The only other "early" source I find is the 'Library of Congress' which has this song on an early songsheet, undated, but put as late 1800s. This version also includes an additional verse, but not that quoted in the Oxford song book. In Both cases, the additional verse is included as verse 2, and the two choruses are applied to alternate verses.

Additional verse from Oxford Song Book

The brave old lord died near the fight,
But, for each drop he lost that night,
A Saxon cavalier shall bite
The dust before Lord Clare's Dragoons.
For never, when our spurs were set,
And never, when our sabres met,
Could we the Saxon soldiers get
To stand the shock of Clare's Dragoons.


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Subject: RE: DTStudy: Clare's Dragoons
From: Nigel Parsons
Date: 31 May 02 - 04:10 PM

Additional verse seen in both OSB & Library of Congress.

There's not a man, in squadron, here,
Was ever known to flinch or fear,
Though first in charge and last in rear,
Have ever been Lord Clare's Dragoons!
But, see! we'll soon have work to do,
To shame our boasts, or prove them true;
For, hither comes the English Crew,
To sweep away Lord Clare's Dragoons!

Correction to my second posting, The Oxford Song Book contains 4 verses, of which 2 are in the DT: The Library of Congress contains 4 verses, of which 3 are in the DT.
"When on Ramillie's" all 3 versions
"The Brave old lord" OSB only
"Another Clare" Library of Congress & DT
"There's not a man" Library of Congress & OSB
"Oh! comrades think" all 3 versions br

The Library of Congress version was found @ Clare's Dragoons togethr with a very large selection of 19th century song sheets.


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Subject: RE: DTStudy: Clare's Dragoons
From: Malcolm Douglas
Date: 31 May 02 - 09:05 PM

There are a lot of sites which contain a large amount of material copied from the DT (usually without attribution); "Celtic Otter" is one of them. It is pretty much worthless as a resource.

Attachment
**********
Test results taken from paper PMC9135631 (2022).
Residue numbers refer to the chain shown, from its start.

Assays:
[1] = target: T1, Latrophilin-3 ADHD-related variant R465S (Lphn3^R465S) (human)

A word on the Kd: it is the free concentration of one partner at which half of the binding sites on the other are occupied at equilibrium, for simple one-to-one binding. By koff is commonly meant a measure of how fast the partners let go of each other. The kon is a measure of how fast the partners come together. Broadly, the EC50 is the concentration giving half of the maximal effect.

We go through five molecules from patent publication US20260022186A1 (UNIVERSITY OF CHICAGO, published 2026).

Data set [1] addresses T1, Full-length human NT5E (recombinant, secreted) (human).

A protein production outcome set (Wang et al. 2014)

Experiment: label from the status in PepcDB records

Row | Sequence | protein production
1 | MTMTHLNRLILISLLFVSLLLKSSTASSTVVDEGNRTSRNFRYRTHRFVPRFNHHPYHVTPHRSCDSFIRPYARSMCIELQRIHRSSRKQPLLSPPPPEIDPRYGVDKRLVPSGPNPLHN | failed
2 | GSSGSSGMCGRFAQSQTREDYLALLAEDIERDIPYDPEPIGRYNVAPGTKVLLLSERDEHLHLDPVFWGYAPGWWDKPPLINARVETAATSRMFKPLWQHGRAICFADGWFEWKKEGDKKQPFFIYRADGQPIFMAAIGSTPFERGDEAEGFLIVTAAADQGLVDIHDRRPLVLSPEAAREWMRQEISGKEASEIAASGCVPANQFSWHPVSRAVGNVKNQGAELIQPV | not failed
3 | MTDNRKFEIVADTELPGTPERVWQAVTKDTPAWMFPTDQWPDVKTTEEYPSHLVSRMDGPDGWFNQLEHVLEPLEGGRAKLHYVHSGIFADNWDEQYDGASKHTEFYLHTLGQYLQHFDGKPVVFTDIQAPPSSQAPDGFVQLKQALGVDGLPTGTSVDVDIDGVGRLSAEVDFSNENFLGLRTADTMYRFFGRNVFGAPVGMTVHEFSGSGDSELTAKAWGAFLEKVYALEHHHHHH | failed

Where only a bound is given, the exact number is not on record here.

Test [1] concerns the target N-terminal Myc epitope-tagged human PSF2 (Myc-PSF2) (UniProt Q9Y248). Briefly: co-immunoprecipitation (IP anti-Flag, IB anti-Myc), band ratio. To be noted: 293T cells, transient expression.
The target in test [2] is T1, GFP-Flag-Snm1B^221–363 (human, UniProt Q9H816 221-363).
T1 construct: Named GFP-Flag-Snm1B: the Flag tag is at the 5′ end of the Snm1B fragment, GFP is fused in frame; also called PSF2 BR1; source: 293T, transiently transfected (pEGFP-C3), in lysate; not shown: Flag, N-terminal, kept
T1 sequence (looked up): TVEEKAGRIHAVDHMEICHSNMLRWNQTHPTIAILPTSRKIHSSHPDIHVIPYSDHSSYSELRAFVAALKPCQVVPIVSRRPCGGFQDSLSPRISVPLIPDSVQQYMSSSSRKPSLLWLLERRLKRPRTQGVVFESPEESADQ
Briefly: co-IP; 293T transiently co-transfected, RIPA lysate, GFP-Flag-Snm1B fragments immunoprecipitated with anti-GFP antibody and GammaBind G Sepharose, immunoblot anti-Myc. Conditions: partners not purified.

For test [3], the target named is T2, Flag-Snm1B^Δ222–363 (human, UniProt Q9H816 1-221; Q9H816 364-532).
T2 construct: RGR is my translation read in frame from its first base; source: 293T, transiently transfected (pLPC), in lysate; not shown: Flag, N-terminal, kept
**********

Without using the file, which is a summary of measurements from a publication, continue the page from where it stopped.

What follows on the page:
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Subject: RE: DTStudy: Clare's Dragoons
From: MartinRyan
Date: 02 Jun 02 - 04:55 PM

"Clare's dragoons" was written by Thomas Davis, in the "Nation" newspaper around 1840 or so. According to Zimmerman's "Songs of Irish Rebellion" it was then frequently reprinted on broadsides. I'll dig out the original words when I get a chance - and see if we can dig up some broadside sets on the Web.

Regards


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Subject: RE: DTStudy: Clare's Dragoons
From: MartinRyan
Date: 02 Jun 02 - 05:04 PM

Click here for a broadside copy at the Bodeian.

Regards


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Subject: RE: DTStudy: Clare's Dragoons
From: Malcolm Douglas
Date: 02 Jun 02 - 05:09 PM

At Bodleian Library Broadsides:

Clare's dragoons  Printed c.1860 by H. De Marsan, Dealer in Songs, Toy-books &c. No. 54 Chatham St. N.Y.

A much-admired song called Lord Clare's dragoon[s]  Printed by Haly of Cork, 18--.

At America Singing (Library of Congress):

Clare's dragoons.  H. De Marsan, Dealer, ... No. 54 Chatham Street, N. Y. [n. d.]


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Subject: RE: DTStudy: Clare's Dragoons
From: MartinRyan
Date: 02 Jun 02 - 05:15 PM

"Songs and Ballads of Young Ireland" (1896) by Martin McDermott, gives all five verses given above. It's based on the original "Spirit of the Nation" book in which the song was published.

Regards


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Subject: RE: DTStudy: Clare's Dragoons
From: Nigel Parsons
Date: 02 Jun 02 - 08:28 PM

Thanks; the foregoing agree with the verses found so far, and with the comment I made earlier about the Library of Congress (LoC.). Unfortunately, the copy from Cork only appears to show one chorus, apart from after the final verse, and is (as for the LoC.version) undated.